: It’s a must-do, in order to visit the island’s beaches and of course the beautiful surrounding islets; Agios Emilianos (with a picturesque chapel and lovely beach), Agia Marina (it features a sandy, organized and popular beach with turquoise waters), Sesklia (beach with crystalline waters and trees) and Nimos at the island’s north. : Boat connections are available from Symi to the neighboring Greek islands of Rhodes, Tilos, Nisyros, Kalymnos, Kos, Leros, Patmos and also Kastellorizo. : They are located at the island’s north, not far from the capital. Pedi is a charming picturesque fishing settlement that resembles a miniature version of the capital, boasting of some tourist facilities and a beach. Traditional Nimborio is a developing tourist resort situated at the bay of the same name. : Located at a very scenic spot of the homonymous coastal settlement, this historic monastery is dedicated to Taxiarchos Michail, the island’s patron saint. It is one of the top monuments on Symi (with a trademark belfry and frescoes) and also a major pilgrimage centre in the Dodecanese. The icon of St Michael is considered miraculous and attracts numerous visitors and offerings, especially on November 8th, the saint’s feast day. The monastery also boasts of two interesting museums (Ecclesiastical and Folklore Museum), as well as a library. : The Archaeological Folklore Museum and the Nautical Museum at Chorio display fascinating findings and exhibits about the island’s history, lifestyle and traditions. They are both housed in two beautiful neoclassical buildings. Next to the Archaeological Folklore Museum lies the four-storey mansion of Chatziagapitos, also worth a visit. Spetsaria, the village’s old pharmacy (now the municipal clinic) is another must-see example of local architecture.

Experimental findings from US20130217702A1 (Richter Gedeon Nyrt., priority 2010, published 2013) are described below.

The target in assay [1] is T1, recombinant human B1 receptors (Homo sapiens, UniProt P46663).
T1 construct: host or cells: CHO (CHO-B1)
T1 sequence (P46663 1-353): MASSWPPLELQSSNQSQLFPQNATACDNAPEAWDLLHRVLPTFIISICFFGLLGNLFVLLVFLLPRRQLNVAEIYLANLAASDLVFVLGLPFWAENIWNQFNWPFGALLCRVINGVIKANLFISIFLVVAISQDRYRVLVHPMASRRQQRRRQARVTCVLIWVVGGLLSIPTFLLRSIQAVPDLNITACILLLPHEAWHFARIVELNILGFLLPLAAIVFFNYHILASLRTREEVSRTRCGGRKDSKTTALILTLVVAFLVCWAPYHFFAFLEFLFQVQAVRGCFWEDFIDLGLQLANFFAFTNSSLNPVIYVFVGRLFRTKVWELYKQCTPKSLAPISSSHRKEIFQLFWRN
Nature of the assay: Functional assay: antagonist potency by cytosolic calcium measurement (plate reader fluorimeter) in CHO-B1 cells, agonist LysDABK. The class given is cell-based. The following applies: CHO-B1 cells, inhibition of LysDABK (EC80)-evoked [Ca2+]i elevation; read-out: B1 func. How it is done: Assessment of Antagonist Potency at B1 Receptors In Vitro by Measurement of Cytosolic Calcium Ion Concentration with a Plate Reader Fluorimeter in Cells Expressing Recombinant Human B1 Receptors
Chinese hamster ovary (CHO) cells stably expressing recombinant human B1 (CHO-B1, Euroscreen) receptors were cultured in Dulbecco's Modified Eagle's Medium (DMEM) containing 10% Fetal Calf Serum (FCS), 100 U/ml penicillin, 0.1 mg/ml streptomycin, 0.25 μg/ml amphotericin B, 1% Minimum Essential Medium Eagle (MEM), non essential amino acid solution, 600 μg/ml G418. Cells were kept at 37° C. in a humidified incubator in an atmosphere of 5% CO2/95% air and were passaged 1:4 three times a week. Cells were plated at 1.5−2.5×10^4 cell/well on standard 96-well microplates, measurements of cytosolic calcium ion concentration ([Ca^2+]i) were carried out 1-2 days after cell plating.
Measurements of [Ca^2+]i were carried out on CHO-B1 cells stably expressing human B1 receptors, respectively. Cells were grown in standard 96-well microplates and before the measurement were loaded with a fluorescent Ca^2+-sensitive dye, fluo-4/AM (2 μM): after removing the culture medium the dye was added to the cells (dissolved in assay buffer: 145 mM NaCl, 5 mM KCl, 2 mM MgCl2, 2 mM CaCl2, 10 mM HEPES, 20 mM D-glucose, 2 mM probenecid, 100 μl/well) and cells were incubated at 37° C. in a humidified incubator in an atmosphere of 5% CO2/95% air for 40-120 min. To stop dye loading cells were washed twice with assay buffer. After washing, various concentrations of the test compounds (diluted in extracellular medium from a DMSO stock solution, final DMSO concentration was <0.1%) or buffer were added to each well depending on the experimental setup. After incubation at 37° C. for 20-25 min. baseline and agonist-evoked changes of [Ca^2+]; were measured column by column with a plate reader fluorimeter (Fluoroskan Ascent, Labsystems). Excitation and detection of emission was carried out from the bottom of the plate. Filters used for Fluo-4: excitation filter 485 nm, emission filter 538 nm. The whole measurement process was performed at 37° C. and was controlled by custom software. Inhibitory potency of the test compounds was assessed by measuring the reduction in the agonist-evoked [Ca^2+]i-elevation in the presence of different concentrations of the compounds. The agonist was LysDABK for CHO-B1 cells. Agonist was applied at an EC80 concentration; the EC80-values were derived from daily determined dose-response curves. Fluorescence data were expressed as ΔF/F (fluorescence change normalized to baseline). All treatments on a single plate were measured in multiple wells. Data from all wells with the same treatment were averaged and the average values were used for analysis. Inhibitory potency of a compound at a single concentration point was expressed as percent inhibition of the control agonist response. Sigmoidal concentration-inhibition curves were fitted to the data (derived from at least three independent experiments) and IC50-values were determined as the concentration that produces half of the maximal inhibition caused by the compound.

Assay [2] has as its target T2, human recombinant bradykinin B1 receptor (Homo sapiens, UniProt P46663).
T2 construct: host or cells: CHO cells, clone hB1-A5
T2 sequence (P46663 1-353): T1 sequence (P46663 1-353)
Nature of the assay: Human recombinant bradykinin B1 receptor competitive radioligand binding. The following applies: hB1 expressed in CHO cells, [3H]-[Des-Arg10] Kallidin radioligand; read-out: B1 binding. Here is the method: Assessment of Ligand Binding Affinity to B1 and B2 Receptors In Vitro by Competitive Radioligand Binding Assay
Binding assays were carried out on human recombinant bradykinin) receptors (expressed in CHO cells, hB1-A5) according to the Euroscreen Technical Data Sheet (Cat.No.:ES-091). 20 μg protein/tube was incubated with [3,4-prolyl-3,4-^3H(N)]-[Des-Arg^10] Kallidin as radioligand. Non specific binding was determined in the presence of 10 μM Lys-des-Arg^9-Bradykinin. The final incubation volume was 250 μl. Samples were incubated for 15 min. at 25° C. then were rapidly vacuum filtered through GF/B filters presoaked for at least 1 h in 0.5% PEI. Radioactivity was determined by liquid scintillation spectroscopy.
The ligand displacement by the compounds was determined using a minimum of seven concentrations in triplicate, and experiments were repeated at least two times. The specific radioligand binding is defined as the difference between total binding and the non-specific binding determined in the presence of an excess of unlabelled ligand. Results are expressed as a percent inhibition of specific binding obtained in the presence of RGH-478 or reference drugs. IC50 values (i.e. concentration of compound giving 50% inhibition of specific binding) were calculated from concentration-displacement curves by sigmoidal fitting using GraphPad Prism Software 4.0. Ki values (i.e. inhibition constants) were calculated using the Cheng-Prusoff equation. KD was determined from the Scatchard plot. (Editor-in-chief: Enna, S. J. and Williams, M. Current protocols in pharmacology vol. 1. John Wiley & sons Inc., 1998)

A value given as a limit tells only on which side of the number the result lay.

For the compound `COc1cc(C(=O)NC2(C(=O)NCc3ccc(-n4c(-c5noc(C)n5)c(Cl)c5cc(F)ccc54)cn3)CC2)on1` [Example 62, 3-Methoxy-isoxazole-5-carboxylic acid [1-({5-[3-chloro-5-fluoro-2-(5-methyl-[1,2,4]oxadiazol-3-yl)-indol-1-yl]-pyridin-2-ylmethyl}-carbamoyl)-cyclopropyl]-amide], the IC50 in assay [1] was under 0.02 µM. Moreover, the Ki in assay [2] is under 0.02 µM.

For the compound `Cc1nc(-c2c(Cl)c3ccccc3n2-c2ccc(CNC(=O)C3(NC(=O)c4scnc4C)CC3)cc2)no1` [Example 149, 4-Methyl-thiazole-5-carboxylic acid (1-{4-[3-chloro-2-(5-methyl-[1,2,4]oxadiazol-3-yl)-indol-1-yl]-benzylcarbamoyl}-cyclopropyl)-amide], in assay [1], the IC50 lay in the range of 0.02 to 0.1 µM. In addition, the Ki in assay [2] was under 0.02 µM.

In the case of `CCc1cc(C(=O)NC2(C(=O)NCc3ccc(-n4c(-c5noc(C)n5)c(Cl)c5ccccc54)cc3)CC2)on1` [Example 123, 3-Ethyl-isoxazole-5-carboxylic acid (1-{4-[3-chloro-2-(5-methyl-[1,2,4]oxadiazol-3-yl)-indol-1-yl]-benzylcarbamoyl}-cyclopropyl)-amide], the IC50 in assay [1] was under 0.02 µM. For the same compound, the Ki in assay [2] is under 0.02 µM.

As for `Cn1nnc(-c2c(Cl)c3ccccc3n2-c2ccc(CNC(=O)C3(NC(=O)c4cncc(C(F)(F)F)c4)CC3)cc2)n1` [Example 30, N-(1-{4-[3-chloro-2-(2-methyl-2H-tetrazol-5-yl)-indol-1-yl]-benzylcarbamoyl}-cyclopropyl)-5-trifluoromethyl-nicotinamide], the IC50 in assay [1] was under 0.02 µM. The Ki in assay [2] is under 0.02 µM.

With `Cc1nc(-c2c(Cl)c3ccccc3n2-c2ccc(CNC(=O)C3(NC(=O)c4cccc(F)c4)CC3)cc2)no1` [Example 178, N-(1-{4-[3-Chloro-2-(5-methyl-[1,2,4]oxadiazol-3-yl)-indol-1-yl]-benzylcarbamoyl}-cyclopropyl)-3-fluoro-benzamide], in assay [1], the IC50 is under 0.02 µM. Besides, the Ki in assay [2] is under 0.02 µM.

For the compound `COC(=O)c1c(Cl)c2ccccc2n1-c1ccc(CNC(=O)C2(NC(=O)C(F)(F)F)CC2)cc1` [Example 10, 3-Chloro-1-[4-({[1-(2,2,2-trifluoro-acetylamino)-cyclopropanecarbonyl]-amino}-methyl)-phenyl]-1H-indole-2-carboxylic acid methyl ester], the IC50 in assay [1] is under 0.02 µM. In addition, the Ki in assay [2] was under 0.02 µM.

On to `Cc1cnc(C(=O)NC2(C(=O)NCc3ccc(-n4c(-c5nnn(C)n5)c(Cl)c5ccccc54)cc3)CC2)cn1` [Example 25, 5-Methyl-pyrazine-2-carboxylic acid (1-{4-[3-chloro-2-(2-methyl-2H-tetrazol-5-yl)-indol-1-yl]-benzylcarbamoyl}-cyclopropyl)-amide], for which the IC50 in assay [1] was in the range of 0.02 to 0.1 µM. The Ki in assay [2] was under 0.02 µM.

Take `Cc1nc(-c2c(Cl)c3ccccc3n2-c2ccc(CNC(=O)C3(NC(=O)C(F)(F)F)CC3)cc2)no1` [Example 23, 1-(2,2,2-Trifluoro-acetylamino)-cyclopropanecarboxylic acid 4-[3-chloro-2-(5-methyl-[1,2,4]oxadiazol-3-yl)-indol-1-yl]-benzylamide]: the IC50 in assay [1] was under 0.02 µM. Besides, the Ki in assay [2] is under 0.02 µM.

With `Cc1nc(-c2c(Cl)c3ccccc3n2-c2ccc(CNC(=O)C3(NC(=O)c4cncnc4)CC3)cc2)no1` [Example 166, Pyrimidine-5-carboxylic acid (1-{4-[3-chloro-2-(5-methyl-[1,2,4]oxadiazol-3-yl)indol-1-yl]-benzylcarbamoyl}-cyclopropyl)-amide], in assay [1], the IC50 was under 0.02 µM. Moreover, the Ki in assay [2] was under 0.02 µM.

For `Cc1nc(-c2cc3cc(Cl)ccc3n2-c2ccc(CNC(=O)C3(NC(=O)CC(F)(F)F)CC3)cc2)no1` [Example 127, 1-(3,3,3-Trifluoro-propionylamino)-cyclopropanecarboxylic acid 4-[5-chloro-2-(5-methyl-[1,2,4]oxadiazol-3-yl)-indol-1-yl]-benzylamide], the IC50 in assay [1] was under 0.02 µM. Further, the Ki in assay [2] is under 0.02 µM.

The relics of an ancient monument called Pontikokastro and the island’s old Mills, located at the hilltop of Chorio.
Viniculture flourished on Symi, especially at byzantine times. The island features more than a hundred wine stone presses, eleven of which have been restored (at the inland area of Kourkouniotis) and are available to visit.
The fortified Monastery of Archangel Michail Roukouniotis: It is famous for its frescoes and the icon of St Michael, a work of great artistic value.
: Symi is famous for its abundant and delicious fresh fish & sea food and, most of all, for the tiny simian shrimp. You can also try gaelopita (pie made with smelt fish), butter cookies and akoumia (local sweets that resemble donuts), among others. Before you leave the island, remember to buy goodies such as sponges and dried figs. : It’s considered as one of the most successful cultural attractions in the Dodecanese. For the past 17 years, it hosts a variety of art events related to music, film, theatre, dance etc, with the participation of many acclaimed performers. If you also add the island’s traditional summer feasts, you have an excellent opportunity for entertainment and fun on Symi.